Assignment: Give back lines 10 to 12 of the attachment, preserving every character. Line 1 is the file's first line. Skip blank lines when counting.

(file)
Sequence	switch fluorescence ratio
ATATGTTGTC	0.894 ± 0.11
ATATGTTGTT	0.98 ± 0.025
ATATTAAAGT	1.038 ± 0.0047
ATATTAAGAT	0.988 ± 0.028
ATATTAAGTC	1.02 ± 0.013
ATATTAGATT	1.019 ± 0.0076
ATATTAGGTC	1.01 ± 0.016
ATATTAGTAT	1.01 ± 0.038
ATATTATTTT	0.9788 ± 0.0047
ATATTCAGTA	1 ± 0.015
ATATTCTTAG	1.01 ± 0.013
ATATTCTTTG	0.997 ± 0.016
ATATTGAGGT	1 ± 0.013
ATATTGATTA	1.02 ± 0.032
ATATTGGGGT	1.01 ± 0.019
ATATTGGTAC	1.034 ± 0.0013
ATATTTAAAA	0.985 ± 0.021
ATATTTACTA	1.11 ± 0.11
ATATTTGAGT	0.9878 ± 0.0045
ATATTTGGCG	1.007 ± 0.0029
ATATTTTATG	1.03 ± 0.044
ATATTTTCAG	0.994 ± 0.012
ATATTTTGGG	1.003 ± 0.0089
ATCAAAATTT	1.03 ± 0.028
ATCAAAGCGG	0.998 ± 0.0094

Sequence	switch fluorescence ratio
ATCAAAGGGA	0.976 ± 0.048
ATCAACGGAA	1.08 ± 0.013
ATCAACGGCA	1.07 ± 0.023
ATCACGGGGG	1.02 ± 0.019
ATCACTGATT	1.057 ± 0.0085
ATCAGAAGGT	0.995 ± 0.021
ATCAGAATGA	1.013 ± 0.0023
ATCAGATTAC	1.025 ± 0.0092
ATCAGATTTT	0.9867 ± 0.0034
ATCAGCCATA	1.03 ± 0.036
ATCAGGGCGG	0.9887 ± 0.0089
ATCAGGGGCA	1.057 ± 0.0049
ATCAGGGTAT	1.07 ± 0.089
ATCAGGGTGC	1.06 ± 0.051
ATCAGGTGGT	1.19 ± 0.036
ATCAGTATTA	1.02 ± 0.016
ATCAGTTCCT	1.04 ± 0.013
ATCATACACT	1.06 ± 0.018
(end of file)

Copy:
ATATTATTTT	0.9788 ± 0.0047
ATATTCAGTA	1 ± 0.015
ATATTCTTAG	1.01 ± 0.013